It’s the time of year when we’ve rung out the old and are ringing in the new, making resolutions for the coming year. New Year’s resolutions usually involve goals for self-improvement, often including weight loss. Magazine ads and articles extol the benefits of amazing diet plans that promise permanent weight loss in short amounts of time. Body image and health concerns drive the desire to get smaller, sleeker, leaner in the new year.
While this might sound like a positive, worthwhile ambition, it can become an exercise in futility, backfiring and increasing one’s sense of failure, not for lack of trying, but because the very premise of “weight loss” is faulty. We can’t lose weight, or for that matter, gain it. We can do things that result in a change in the amount of body fat and muscle mass we have, and that might thus cause the number on the scale to get higher or lower. But mentally, weight loss is about what those numbers represent to us: what we feel and believe about the significance of the numbers, and the lengths we go to in order to get those numbers to change.
When I was in eighth grade, my mother enrolled me in a program for girls given at the local Burdine’s department store, called “Glamorama.” At Glamorama, we learned about make-up and fashion. At one session, the facilitator called out a list of heights and the appropriate weight for that height. I don’t remember much of what went on at Glamorama, but that height/weight list has remained etched in my brain to this day. In puberty, as my body changed and grew, it exceeded the number the Glamorama facilitator had stated was right for my height. In terror and shame, I went on the first of many diets.
Dieting usually involves figuring out a goal weight (determined by anything from a doctor’s recommendation, to body mass index, to insurance company tables, to a place like Glamorama) then deciding upon a diet or an exercise plan. Next, we follow the plan until the magic number appears on the scale. We have succeeded!
In our goal-oriented culture, we tend to focus on outcome, deciding upon a desired end, and then figuring out the means of achieving it. This works well for many things, from figuring out a driving route, to saving money, to buying a house, to making career plans. But when it comes to weight, it’s another matter entirely.
You may have heard that the majority of people who lose a significant amount of weight gain most of it back. This is because the idea of “weight loss” is putting the cart before the horse. We think of our bodies as things that can be molded, bent, twisted to be the shape and size we find aesthetically pleasing. We forget that they are parts of ourselves that have wisdom of their own and needs to be met.
Our bodies are designed to operate optimally on a given combination of nutrients and energy. Energy comes into our bodies as calories and leaves our bodies as movement. Our bodies and brains are wired to know when they are in need of energy and nutrients, and we recognize this via hunger. When we have had enough, we feel satisfied. If we care for our bodies and brains by eating the right kinds of foods in the right amounts and by giving our bodies (and brains—exercise benefits brains, too!) the kinds and amounts of movement they need for good health, our bodies will be the shape and size that is just right for us.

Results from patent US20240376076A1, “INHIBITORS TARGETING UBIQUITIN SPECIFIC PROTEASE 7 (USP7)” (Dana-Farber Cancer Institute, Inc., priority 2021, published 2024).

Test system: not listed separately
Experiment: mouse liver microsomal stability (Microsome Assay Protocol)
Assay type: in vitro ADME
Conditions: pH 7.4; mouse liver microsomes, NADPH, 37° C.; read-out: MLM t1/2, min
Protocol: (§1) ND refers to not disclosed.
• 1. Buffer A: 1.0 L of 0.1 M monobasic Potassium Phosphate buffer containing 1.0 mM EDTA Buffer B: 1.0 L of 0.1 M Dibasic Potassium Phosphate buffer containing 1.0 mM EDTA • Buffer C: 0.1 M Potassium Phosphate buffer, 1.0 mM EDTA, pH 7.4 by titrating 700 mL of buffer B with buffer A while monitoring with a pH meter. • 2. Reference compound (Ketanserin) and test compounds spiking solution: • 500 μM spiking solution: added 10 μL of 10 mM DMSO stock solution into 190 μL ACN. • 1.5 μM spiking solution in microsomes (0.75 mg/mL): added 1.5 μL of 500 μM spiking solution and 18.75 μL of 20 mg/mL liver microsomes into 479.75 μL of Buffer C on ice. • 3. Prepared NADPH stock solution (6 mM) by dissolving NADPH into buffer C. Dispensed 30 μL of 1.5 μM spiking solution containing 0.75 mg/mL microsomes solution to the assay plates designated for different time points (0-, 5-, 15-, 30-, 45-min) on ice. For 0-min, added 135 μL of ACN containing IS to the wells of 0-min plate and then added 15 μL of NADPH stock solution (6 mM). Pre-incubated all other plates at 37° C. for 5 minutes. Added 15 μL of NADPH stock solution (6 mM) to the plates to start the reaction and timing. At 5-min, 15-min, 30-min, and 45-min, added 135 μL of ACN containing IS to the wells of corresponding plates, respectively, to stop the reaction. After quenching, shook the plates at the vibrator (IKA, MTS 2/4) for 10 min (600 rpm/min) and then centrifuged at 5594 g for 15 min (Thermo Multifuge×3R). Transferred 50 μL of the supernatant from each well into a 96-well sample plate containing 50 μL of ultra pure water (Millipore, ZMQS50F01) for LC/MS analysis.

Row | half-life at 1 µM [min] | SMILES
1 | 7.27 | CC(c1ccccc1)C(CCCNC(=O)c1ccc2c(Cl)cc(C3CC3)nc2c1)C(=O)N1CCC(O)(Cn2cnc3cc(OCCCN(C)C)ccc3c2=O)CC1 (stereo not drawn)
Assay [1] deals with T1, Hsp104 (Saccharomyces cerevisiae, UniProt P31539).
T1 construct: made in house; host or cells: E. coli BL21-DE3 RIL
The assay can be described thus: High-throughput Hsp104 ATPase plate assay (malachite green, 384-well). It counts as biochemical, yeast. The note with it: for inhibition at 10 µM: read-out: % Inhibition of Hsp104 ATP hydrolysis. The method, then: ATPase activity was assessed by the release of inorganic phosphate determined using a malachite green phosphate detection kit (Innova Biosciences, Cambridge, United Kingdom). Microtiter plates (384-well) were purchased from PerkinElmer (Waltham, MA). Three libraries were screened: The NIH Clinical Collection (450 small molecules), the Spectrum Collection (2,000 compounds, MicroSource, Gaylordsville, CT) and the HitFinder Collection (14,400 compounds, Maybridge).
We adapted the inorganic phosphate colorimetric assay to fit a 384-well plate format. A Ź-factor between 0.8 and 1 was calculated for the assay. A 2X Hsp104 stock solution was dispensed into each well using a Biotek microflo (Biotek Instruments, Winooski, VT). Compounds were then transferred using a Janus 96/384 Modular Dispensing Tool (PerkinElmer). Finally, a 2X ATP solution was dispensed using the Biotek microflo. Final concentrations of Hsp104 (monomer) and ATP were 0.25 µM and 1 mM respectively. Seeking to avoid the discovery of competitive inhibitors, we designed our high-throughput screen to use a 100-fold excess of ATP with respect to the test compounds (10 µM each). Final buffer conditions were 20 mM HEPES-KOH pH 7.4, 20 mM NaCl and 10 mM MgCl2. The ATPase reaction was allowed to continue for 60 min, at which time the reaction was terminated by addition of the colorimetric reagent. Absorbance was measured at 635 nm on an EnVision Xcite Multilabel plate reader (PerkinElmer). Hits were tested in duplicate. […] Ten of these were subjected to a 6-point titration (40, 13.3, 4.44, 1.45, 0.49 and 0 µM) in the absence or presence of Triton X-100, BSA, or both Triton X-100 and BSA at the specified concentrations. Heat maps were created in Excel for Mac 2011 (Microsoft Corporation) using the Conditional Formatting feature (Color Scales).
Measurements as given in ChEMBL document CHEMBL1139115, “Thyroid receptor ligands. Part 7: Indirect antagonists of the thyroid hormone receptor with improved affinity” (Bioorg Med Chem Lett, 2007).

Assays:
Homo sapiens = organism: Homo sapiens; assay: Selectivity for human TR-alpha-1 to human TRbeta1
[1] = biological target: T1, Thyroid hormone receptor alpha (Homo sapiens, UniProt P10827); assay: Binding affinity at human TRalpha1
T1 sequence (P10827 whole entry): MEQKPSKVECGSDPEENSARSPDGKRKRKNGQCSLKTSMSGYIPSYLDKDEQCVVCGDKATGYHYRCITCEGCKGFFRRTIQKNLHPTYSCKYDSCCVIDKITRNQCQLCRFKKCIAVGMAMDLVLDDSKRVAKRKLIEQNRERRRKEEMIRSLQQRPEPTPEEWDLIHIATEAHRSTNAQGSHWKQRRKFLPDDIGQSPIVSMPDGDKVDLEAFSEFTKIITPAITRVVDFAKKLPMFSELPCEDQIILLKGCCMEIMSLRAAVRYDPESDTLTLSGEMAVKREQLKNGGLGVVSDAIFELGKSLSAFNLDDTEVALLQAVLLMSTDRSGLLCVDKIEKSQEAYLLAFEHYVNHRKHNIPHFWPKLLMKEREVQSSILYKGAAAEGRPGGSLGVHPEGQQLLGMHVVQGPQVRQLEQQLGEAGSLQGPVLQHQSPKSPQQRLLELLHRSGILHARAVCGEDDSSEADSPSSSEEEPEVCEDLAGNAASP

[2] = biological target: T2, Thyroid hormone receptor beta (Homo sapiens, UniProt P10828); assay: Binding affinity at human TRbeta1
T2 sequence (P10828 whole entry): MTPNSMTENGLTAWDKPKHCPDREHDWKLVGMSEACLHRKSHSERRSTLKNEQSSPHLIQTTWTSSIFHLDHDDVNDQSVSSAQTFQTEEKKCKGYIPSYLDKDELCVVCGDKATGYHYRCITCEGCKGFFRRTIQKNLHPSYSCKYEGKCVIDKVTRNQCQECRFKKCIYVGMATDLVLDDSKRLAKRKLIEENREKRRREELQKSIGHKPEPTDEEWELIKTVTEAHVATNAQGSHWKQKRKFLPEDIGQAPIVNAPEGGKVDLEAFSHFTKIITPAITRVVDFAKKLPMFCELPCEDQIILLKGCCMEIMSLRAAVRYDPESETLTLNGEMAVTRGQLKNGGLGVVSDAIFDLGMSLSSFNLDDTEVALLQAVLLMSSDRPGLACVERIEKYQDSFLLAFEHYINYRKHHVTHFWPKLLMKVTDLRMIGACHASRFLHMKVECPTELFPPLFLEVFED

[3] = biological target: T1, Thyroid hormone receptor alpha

The number on the scale is arbitrary: humans invented scales and numbers and the meaning they have. Gearing eating and exercise behaviors to achieve a certain number on the scale is going at it backwards: if one’s body has more adipose tissue (i.e., fat) than is healthy, then the reason for it is because that person’s relationship with food, with exercise, and with their body is out of whack. Weight—or better, body shape and size—is an indicator of something, not the thing itself. There is no such thing as a “weight problem.” The problem is with one’s internal state, which is driving behaviors that aren’t in harmony with what they need. Dieting is an externally imposed way of eating—it has nothing to do with listening to one’s body and nourishing one’s self. It is about eating certain types of foods, in certain amounts, at certain times, to attain a certain weight. This, ironically, exacerbates the very problem behind the issue the dieter is trying to solve: a relationship with food that is disconnected from one’s inner awareness.
It took me many years not only to let go of the Glamorama number, but to find my way back—after years of bouncing around between dieting, binge eating, and eating according to rules that kept my body smaller than is natural—to an intuitive and relaxed relationship with food. To do so, I had to stop thinking about “weight” altogether. Instead, I focused on feeding my physical body the food and exercise it needed to be healthy, and tending to my emotional and psychological “bodies” by giving them what they needed. This was much more complicated than following an eating plan!
Shifting one’s focus from the external (weight), to the internal process (hunger/satiety signals, eating, and exercise behaviors), and to the underlying issues that drive them, is essential. This involves learning to care for, trust, and listen to our bodies. To nourish them because our well-being matters, because we are worthwhile and valuable. And difficulty believing in our worth and value is part of what drives problematic eating patterns, so healing these problems is often part of healing our relationship with food. This won’t sell magazines, but it will make for living in harmony and compassion with ourselves.
The preceding article was solely written by the author named above. Any views and opinions expressed are not necessarily shared by GoodTherapy.org. Questions or concerns about the preceding article can be directed to the author or posted as a comment below.